|Debt in perspective|
They're flat-out false. The only question is whether they believe what they're saying or they're purposefully lying.
Here are the numbers from the census data, the treasury, the fed, and the standard deficit projection:
- Number of households in 2010: 118,682,000
- Mean 2010 household income in 2010 dollars: $67,530
- 9/23/2011 current debt: $14.7 trillion
- Projected 2011 deficit: roughly $1.3 trillion
- Household 2010 net worth: roughly $57 trillion
- Net worth / household: $480,275
- Federal debt / household: $123,861
- Net worth after US debt / household: $356,414 (far higher than median net worth)
- National income / household: $67,530
- Federal deficit / household: $10,954
- Net income after deficit: $56,574 (significantly higher than median income)
- Deficit / income / household: 16.2%
- $356,414 dollars left over if we were to pay all all federal debt from all household net worth today
- 16.2% as the mean increase required to eliminate the deficit with tax increases alone
If you don't believe my numbers, please look them up yourself. If you don't believe these basic calculations, please pull out your calculator or spreadsheet and run them yourself. You'll find the same thing. We could cancel out the deficit if we wanted to. And we could pay off the debt if we really wanted to. That's part of why our debt is an international safe-haven investment at very low interest rates. But there's another side to the story. Do we really want to have no national debt?
|2010 Intragovernmental Holdings|
So far, we've identified roughly $4.6 trillion of debt that we want right where it is. It would be senseless to force ourselves to find alternatives less secure than the full faith and credit of our own government for those holdings.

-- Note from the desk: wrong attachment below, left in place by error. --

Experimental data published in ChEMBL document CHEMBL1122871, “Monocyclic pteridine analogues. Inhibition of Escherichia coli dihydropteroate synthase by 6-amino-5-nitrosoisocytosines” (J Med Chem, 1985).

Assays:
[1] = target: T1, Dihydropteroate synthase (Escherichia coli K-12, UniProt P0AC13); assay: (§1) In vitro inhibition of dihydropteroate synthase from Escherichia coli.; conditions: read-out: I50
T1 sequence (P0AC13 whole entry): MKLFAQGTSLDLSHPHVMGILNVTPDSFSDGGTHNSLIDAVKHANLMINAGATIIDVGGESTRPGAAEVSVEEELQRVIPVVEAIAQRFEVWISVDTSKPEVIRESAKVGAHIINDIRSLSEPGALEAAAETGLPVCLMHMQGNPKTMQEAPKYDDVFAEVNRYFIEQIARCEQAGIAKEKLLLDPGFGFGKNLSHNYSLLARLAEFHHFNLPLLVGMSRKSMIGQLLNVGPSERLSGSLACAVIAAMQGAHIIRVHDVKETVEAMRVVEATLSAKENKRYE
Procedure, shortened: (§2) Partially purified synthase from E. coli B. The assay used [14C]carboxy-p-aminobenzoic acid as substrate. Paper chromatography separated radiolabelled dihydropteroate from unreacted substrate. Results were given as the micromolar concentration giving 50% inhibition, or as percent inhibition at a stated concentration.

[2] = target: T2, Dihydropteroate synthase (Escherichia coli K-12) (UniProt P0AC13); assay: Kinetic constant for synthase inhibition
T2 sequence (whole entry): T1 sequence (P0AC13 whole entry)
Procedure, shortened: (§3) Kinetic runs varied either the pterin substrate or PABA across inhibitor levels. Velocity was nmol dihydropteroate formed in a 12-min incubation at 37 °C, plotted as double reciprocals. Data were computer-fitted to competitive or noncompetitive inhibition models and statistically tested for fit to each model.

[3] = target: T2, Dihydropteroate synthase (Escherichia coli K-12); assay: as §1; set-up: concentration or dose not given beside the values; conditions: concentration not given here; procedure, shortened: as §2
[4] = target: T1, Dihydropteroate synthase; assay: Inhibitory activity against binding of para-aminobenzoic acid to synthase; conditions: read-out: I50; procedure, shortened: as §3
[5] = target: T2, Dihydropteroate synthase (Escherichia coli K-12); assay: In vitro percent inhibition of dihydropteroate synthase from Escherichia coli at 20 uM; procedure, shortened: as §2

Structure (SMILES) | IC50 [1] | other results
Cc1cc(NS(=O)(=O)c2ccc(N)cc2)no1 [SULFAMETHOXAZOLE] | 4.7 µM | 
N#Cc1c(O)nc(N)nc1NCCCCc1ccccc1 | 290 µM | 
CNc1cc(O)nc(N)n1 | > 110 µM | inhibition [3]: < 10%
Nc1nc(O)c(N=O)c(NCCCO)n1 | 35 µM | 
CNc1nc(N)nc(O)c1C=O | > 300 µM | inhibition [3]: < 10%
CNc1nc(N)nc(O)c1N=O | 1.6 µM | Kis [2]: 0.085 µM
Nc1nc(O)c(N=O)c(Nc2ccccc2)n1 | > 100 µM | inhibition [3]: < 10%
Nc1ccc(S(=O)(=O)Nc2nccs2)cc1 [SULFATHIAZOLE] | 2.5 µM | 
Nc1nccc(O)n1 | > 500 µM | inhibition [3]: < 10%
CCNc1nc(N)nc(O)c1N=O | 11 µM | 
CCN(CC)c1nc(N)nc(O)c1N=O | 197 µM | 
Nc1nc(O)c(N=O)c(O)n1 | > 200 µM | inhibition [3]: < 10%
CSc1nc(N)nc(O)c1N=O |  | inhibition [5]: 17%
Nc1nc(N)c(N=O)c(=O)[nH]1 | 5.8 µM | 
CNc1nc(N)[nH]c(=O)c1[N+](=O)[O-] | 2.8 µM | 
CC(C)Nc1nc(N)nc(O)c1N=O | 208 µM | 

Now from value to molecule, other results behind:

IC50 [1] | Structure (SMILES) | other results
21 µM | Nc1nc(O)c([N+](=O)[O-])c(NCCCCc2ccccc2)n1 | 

|Holders of debt, Dec 2010|
What's that leave? The foreign portion, under a third of our debt. That's the part we could seriously consider. That's the part we could pay off without forcing our own govt institutions, companies, and individuals to shift all of their investments into riskier options. But what does that part mean to us? Foreign investments aren't invested in our debt because of attractive rates to them. Quite the opposite; they could easily choose any number of investments with higher rates. But those higher rates all come with more risk. We're the place nations stow cash in case everything else fails, safer than burying it. It isn't about making money off us; it's about making sure they've got enough money socked away where it is more certain to be available than any other option. It's about stability. That means we're issuing debt at very low rates, lower than ordinary inflation. After factoring for inflation, all the world is literally paying us to hold their money safely for them. Why should we turn that down instead of using it to improve our infrastructure and lower our domestic cost of doing business?